Kim Bayley, Secretary General of BARD and Executive Board member of GERA-Europe
"GERA-Europe is pleased to support this new international campaign and indeed has been involved in its development. Education of the consumer is key to combating on-line piracy and entertainment retailers are well placed to distribute this message"
Luis Cobos, President of GIART (International Organisation of Performing Artists):
"We think "Young People, Music and the Internet" is a very important initiative as it is addressed to parents of children using the Internet to illegally download music. We believe that it is essential to make parents aware of both their parental and legal responsibilities when it comes to their children's use of the Internet. Parents should control their children's behaviour on the Internet also to protect them from potential harm which can derive from it. As parents ourselves, we are highly concerned. GIART strongly supports a number of other initiatives addressed to young people to make them understand that illegal downloading activities put in danger the work and life of hundred thousand artists who live on their creations."
MEP Christopher Heaton-Harris, member of the Culture and Education Committee:
"As both a Member of the European Parliament and a parent, I welcome the launch of "Young People, Music and the Internet" which helps inform parents about the safe use of peer-to-peer technology. Young people often go on the Internet searching for music. Already there are more than a million music tracks available on 200 legal music services in Europe, but many young people continue to look for music on unauthorised file-sharing services and both they and their parents need to be aware of the risks involved. Not only are there legal issues to do with the unauthorised distribution of copyrighted music, but there is the risk of children downloading harmful files such as pornographic images, infecting the family computer with viruses or coming into contact with strangers on the Internet. This guide, produced by Childnet International and the Pro Music alliance, should help families to enjoy music on the Internet while staying safe and on the right side of the law. "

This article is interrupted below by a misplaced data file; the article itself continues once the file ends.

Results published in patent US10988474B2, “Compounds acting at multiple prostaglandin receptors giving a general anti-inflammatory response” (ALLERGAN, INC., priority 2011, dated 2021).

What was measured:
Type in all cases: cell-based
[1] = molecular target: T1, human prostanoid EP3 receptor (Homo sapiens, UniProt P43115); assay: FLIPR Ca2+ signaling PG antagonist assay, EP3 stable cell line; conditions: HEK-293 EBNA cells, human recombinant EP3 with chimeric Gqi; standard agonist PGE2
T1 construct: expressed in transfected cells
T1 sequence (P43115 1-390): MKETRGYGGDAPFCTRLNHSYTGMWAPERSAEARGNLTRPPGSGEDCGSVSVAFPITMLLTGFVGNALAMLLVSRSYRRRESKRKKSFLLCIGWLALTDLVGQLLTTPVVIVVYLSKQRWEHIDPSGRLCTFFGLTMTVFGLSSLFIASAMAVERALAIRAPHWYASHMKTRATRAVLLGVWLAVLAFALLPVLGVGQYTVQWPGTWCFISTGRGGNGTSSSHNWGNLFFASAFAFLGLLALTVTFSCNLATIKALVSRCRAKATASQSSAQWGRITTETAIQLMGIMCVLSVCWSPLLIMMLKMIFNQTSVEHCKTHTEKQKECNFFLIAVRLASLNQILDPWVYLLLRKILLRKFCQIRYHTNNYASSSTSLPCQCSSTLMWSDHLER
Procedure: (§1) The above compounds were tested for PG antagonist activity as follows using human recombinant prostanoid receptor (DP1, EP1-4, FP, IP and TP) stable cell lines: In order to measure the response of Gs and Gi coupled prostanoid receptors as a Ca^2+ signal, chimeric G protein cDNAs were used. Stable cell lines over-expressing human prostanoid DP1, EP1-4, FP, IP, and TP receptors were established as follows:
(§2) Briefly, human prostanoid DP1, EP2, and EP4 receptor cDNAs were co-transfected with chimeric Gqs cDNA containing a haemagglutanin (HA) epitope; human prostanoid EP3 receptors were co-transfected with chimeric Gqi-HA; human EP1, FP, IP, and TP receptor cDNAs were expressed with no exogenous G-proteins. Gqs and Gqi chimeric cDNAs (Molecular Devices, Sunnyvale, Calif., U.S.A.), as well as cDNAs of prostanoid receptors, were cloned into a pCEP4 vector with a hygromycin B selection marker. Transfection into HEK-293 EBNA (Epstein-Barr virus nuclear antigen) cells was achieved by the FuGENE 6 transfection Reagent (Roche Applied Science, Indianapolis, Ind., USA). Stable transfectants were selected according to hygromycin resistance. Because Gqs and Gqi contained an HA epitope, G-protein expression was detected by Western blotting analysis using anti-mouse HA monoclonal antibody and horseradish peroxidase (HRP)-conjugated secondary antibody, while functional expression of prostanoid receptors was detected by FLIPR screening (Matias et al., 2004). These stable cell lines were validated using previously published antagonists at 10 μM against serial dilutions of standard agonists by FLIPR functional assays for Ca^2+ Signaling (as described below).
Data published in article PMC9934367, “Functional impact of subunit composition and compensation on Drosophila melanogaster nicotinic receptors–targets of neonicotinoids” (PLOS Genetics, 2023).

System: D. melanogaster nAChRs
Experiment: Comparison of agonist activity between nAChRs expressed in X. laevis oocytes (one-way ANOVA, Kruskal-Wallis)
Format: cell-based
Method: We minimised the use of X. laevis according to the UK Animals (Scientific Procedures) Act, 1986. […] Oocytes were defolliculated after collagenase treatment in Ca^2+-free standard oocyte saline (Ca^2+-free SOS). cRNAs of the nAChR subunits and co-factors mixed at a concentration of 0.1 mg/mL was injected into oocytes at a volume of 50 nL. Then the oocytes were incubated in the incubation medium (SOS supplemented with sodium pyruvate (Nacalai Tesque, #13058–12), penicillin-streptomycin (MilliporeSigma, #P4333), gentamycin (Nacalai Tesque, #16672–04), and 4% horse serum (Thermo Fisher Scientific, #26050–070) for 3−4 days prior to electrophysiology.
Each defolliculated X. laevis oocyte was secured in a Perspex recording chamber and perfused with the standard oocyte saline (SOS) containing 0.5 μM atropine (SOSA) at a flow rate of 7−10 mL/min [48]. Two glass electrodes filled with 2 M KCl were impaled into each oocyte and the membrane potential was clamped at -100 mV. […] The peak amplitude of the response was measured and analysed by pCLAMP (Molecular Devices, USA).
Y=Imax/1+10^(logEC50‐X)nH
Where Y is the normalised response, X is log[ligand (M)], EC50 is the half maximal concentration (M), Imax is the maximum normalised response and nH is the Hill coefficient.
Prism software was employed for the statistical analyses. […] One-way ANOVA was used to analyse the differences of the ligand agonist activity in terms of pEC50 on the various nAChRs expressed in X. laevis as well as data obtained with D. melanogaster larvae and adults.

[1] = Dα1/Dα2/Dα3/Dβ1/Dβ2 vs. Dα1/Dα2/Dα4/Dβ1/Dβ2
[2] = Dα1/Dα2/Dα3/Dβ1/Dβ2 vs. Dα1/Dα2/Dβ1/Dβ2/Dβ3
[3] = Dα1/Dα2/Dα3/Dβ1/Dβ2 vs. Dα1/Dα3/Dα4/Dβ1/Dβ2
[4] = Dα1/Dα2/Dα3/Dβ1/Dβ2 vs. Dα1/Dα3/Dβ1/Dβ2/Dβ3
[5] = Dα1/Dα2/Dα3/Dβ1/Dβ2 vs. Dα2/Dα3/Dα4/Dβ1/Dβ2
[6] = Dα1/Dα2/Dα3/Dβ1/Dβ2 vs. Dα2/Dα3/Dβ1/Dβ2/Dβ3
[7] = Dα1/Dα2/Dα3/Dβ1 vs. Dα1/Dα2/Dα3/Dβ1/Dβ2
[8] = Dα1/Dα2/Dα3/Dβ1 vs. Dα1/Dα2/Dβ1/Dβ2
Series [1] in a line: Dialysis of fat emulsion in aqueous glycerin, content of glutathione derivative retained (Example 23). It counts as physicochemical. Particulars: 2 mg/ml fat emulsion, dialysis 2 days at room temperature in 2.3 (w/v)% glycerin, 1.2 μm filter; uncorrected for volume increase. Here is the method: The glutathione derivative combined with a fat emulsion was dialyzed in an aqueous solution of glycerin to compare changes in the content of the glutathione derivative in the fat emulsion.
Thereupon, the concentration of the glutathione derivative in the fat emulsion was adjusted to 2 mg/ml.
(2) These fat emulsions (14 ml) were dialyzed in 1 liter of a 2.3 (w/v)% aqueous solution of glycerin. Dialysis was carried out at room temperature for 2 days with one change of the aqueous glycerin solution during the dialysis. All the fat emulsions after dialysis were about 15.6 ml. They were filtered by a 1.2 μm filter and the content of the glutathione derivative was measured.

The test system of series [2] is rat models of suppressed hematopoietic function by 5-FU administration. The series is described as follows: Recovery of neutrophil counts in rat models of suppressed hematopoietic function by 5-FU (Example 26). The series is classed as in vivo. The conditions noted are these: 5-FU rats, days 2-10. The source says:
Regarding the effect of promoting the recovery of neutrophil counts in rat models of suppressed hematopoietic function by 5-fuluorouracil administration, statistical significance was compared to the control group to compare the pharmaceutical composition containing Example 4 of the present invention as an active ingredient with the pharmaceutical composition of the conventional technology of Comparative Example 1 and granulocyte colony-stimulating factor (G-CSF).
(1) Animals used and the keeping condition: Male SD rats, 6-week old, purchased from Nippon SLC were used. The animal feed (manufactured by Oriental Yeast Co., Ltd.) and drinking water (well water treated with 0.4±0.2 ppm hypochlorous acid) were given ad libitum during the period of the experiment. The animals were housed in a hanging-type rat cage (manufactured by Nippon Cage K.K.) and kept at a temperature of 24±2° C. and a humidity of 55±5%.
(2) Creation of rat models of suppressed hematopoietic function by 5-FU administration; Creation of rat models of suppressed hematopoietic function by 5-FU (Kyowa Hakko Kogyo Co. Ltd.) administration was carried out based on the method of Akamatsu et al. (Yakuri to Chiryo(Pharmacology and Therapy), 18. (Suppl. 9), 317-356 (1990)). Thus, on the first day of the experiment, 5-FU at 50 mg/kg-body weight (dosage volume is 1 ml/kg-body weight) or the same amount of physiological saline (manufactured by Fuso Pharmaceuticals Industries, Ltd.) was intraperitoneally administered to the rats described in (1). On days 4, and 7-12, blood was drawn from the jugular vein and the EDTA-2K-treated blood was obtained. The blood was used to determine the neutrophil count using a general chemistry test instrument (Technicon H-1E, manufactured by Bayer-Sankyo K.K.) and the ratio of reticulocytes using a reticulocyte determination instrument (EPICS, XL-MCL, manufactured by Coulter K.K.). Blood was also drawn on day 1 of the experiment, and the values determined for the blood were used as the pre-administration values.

Jenny Vacher, General Counsel, ICMP/CIEM, a member of Pro-Music:
"Music publishers positively support the "Young people, music and the Internet" initiative. Raising copyright awareness among children, and also adults, is one of the priorities of music publishers. The Pro-music-Childnet campaign goes a step further in raising parents' awareness of the risk for children to misuse the Internet. Music publishers have been particularly careful about the lessons in the guide concerning file-sharing and downloading of music and the promotion of safe and legal practices on the Internet."
Notes to Editors:
About Childnet International
Childnet International is a registered charity, (no 1080173) set up in 1995 - with the mission to work in partnership with others around the world to help make the internet a great and safe place for children. The organisation seeks to take a balanced view of the issues of children and the Internet and is active in seeking to promote the positive ways in which the Internet can be used by children for social benefit. For example see www.childnetacademy.org. Childnet is also involved in responding to the negative aspects of children's use of new media and has been involved in developing award-winning education and awareness programmes such as its www.kidsmart.org.uk for schools. For full information about the charity see www.childnet-int.org
Pro-Music is an international music sector education campaign about digital music. This guide is supported by pro-music member organisations representing musicians, performers, artists, major and independent record companies, publishers and retailers across the music industry. The Pro-music alliance was set up in 2003 to help improve understanding of copyright on the internet and to promote the legitimate online music sector.
About Net Family News
Founded in 1999, Net Family News is a US-based nonprofit public service for parents, teachers, and caregivers of connected kids. Founded in 1999, NFN's mission is to bridge the other digital divide - between grownups and their tech-literate children. Its daily blog and RSS news feed, weekly email newsletter, archival Web site, and partnerships with like-minded organizations provide multiple ways to empower parents, through education and news, to get and stay engaged in their children's use of technology and the Internet. For more information, go to www.NetFamilyNews.org.